She has been disappointed in, or has grown tired of, married life. She begins to feel that she made a poor choice of a mate at best, and that she might have fared much better had she given herself more time to look about and select with care, or had she accepted the advances of this one or that one.
The effect of such and similar thoughts and imaginations upon her marital fidelity is not good. She soon begins to weaken and long for other loves and new thrills of sexual alliances.
There may be conditions at home or elsewhere that nurse her temptations and fan her adulterous longings into real and effective desires.
As the first woman, she gives ear to the insidious serpent, appearing to her in the way of a novel or magazine story, which she should have never read; or of a theatrical play or movie, which she should have never seen; or of a male friend or acquaintance, whom she should have never met; or of a boarder, roomer, laborer, salesman, or some professional man, whose first unbecoming approach or illicit advances she should have definitely and finally repulsed: the result is fatal and disastrous, to her virtue as well as to her peace, and often to her whole life’s happiness and career.
“The wages of sin is death.” Resist the beginning, and you will never have to regret the end, of sin.
Vocations: The Married or Religious Life….”Similarly God has fitted and qualified each person for a peculiar sphere of life. Whoever adopts the life he is created for, and pursues it properly and fervently, will achieve great success and much happiness; whereas if one seeks to follow a life for which he is not adapted, he will necessarily incur disappointment and failure. Many a plant thrives wonderfully in the tropic zone, which is pitifully dwarfed and stunted in the temperate or arctic zone, In the same way many a person prospers immensely in a given vocation,who would be the merest bungler in another calling.” -Youth’s Pathfinder, Rev. Fulgence Meyer, 1927
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In With God in Russia, Ciszek reflects on his daily life as a prisoner, the labor he endured while working in the mines and on construction gangs, his unwavering faith in God, and his firm devotion to his vows and vocation. Enduring brutal conditions, Ciszek risked his life to offer spiritual guidance to fellow prisoners who could easily have exposed him for their own gains. He chronicles these experiences with grace, humility, and candor, from his secret work leading mass and hearing confessions within the prison grounds, to his participation in a major gulag uprising, to his own “resurrection”—his eventual release in a prisoner exchange in October 1963 which astonished all who had feared he was dead.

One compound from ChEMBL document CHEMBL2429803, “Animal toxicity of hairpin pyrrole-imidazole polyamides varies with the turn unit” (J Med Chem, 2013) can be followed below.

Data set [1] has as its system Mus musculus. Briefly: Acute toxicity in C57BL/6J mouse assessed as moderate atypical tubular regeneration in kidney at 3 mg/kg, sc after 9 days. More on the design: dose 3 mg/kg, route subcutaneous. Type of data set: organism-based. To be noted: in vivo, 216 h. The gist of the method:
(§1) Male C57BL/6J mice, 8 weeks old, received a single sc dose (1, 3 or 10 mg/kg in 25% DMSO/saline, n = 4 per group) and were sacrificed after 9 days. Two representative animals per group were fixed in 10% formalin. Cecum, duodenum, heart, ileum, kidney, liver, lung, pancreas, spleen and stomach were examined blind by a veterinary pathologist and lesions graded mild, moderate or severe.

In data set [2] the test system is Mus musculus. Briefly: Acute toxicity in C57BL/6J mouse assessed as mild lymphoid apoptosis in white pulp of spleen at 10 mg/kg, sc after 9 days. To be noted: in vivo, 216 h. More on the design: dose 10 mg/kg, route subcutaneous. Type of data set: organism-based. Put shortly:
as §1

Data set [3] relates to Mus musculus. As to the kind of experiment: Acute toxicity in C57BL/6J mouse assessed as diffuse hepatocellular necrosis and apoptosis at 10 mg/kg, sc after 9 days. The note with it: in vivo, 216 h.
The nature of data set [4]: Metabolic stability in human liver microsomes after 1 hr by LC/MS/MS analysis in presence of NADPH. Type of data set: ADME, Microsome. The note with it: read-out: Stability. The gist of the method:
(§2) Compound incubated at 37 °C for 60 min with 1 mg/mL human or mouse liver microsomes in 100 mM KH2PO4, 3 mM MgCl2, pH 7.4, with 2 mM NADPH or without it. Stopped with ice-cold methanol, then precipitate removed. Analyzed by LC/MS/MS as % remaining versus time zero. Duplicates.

Powerful and inspirational, With God in Russia captures the heroic patience, endurance, and religious conviction of a man whose life embodied the Christian ideals that sustained him…..
Captured by a Russian army during World War II and convicted of being a “Vatican spy,” Jesuit Father Walter J. Ciszek spent 23 agonizing years in Soviet prisons and the labor camps of Siberia. Only through an utter reliance on God’s will did he manage to endure the extreme hardship. He tells of the courage he found in prayer–a courage that eased the loneliness, the pain, the frustration, the anguish, the fears, the despair. For, as Ciszek relates, the solace of spiritual contemplation gave him an inner serenity upon which he was able to draw amidst the “arrogance of evil” that surrounded him. Ciszek learns to accept the inhuman work in the infamous Siberian salt mines as a labor pleasing to God. And through that experience, he was able to turn the adverse forces of circumstance into a source of positive value and a means of drawing closer to the compassionate and never-forsaking Divine Spirit.
He Leadeth Me is a book to inspire all Christians to greater faith and trust in God–even in their darkest hour. As the author asks, “What can ultimately trouble the soul that accepts every moment of every day as a gift from the hands of God and strives always to do his will?”